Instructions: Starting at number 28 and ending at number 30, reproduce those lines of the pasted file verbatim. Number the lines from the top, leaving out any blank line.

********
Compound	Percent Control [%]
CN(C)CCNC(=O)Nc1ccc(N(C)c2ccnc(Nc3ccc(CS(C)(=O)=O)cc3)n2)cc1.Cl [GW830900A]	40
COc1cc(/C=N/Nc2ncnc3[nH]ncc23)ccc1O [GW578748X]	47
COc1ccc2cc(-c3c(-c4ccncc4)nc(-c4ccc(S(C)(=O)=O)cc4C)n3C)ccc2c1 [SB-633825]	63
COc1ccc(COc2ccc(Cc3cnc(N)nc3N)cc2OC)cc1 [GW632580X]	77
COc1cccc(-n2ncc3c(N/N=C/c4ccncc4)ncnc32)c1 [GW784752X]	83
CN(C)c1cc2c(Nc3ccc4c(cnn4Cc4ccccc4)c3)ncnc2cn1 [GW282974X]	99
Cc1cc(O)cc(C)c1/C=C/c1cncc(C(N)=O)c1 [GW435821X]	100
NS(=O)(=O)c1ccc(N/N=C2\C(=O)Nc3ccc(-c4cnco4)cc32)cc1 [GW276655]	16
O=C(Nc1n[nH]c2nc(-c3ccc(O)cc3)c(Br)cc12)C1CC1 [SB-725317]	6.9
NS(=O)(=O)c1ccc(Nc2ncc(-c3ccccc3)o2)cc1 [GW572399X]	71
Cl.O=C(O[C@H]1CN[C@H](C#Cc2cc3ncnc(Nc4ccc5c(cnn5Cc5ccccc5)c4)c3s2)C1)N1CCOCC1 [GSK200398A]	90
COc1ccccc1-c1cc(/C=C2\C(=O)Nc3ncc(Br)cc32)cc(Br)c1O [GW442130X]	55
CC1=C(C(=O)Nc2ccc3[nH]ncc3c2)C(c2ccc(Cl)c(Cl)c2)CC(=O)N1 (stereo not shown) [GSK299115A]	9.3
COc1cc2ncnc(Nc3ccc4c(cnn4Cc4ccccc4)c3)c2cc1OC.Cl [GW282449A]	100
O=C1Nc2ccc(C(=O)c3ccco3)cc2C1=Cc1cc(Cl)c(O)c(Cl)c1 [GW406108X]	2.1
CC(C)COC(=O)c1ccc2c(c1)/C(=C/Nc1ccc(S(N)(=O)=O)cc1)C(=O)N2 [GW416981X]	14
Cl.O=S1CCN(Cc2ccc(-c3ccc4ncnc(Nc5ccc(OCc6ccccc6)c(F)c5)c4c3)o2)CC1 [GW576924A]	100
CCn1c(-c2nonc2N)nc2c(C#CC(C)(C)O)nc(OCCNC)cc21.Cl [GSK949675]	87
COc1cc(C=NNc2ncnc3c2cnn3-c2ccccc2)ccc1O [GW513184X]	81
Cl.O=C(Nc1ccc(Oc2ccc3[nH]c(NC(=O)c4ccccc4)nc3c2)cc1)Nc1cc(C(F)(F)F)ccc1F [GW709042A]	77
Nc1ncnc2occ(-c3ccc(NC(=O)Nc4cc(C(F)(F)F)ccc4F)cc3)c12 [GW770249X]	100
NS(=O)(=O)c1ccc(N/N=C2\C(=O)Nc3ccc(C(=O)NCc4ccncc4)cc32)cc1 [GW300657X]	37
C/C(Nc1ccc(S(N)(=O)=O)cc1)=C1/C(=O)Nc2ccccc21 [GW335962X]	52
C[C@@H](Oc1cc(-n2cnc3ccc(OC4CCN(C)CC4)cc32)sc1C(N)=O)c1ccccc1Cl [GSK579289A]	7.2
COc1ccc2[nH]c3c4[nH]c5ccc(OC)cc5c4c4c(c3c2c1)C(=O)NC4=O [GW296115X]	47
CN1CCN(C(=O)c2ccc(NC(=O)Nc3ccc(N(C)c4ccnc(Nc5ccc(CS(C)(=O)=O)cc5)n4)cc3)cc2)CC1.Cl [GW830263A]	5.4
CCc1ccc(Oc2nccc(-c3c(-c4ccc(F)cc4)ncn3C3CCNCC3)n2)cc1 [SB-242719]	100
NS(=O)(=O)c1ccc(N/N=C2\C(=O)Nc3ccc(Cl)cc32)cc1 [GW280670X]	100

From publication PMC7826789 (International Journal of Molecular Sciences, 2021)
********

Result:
CCc1ccc(Oc2nccc(-c3c(-c4ccc(F)cc4)ncn3C3CCNCC3)n2)cc1 [SB-242719]	100
NS(=O)(=O)c1ccc(N/N=C2\C(=O)Nc3ccc(Cl)cc32)cc1 [GW280670X]	100

From publication PMC7826789 (International Journal of Molecular Sciences, 2021)